Keeping Arthritic Senior Horses Comfortable

Maintaining an exercise regimen, addressing your horse’s weight, and exploring medication options might help keep your senior horse sound. 3 Penn Vet experts explain why.

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More time in turnout is typically beneficial for senior horses with osteoarthritis. | Anne M. Eberhardt/The Horse

Osteoarthritis poses a threat to soundness and athletic longevity in any horse but especially senior horses. The condition can affect horses in obvious ways, such as lameness, but sometimes the signs of arthritis are subtle. Because horses are prey animals, they are adept at hiding pain, which can make it challenging to identify these more subtle signs of discomfort.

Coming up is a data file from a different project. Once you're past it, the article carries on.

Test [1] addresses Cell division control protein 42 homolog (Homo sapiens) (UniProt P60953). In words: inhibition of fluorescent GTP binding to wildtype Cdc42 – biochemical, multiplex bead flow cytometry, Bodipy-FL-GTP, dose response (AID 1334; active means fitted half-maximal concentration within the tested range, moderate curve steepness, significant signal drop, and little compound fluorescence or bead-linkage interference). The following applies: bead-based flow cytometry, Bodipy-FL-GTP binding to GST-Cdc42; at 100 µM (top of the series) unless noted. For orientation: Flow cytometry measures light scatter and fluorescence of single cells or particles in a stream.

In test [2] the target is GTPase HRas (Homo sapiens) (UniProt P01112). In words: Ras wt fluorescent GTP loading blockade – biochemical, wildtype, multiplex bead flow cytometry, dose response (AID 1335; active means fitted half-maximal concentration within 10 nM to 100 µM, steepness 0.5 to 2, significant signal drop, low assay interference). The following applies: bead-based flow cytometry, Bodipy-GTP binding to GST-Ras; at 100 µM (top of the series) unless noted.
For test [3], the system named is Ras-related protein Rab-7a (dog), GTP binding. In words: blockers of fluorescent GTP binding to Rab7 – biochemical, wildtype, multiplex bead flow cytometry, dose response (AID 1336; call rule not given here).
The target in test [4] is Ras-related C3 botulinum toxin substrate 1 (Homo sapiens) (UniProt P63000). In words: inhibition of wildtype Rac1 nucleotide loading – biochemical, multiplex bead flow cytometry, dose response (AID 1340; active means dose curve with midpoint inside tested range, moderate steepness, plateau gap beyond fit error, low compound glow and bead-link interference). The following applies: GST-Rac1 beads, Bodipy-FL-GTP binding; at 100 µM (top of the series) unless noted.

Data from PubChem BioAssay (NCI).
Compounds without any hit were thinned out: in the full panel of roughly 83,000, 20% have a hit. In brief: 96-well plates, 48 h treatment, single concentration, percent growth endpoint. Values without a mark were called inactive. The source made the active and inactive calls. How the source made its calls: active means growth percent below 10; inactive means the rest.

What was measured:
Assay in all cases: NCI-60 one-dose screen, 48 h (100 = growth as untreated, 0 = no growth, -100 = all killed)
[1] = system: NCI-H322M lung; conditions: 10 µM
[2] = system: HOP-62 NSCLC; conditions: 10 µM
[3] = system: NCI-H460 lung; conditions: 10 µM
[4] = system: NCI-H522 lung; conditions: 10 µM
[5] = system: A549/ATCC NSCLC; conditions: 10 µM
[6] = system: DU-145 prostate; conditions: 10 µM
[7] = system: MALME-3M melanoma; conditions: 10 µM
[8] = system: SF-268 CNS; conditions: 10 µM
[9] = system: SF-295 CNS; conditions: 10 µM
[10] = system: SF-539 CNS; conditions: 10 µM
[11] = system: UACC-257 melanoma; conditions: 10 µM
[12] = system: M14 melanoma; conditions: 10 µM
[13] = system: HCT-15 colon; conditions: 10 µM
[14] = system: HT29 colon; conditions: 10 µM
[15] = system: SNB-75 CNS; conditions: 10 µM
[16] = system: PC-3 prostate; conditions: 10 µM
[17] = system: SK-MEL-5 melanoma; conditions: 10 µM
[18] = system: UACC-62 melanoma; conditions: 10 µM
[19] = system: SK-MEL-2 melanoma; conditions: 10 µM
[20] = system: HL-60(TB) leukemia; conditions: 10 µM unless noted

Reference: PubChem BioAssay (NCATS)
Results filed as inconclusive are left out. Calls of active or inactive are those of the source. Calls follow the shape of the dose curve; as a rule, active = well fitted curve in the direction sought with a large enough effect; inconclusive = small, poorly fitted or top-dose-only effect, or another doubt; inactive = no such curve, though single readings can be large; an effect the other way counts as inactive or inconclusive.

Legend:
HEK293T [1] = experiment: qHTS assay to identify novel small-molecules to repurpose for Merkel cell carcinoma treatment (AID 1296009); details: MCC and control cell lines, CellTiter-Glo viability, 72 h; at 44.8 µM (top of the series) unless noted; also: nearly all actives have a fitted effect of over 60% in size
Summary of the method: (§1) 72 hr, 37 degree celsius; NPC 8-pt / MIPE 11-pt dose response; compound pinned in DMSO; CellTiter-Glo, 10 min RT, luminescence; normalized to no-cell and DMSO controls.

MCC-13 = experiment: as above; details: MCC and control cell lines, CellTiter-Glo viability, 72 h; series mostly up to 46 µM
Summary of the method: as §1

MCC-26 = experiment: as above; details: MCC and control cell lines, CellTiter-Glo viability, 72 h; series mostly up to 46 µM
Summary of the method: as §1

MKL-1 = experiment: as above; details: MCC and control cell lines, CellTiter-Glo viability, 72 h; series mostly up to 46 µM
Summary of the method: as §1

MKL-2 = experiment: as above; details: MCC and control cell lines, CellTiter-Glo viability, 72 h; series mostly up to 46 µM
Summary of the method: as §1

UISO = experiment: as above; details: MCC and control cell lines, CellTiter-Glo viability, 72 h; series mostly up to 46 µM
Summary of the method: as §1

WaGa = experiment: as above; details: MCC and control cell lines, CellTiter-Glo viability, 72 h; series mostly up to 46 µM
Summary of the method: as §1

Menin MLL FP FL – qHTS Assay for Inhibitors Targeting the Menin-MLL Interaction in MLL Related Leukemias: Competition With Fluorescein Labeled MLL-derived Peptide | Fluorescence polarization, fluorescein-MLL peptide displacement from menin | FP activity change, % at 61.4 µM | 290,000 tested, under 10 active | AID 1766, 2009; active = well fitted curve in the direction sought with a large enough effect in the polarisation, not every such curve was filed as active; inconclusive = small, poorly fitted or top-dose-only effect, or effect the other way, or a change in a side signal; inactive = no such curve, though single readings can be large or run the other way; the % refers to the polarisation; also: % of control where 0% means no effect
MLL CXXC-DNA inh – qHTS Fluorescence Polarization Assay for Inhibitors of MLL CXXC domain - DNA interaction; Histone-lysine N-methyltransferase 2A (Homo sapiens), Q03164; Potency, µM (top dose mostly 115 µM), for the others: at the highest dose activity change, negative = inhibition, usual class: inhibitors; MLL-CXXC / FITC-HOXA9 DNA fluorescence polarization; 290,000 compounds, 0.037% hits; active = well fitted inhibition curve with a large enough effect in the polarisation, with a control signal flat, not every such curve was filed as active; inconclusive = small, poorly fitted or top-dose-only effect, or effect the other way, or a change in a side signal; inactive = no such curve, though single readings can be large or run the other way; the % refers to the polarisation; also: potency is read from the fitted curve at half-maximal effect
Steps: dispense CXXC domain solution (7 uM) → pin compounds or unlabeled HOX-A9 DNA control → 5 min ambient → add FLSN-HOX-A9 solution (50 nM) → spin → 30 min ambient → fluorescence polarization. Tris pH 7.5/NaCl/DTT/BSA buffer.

“Subtle signs of osteoarthritis in senior horses can include alterations in their everyday activities,” says Kara Brown, VMD, Dipl. ACVSMR, assistant professor of equine sports medicine and rehabilitation at the University of Pennsylvania’s New Bolton Center, in Kennett Square.  “For instance, a horse may be slower to come in from the field, have difficulty getting down to roll, or standing up from lying down. In rare cases, horses can even begin showing signs of sleep deprivation because they aren’t able to lie down and rest, resulting in periods of collapse due to exhaustion.” Under saddle, these horses might present with poor performance, such as being unable to complete a flying lead change, or lack of impulsion.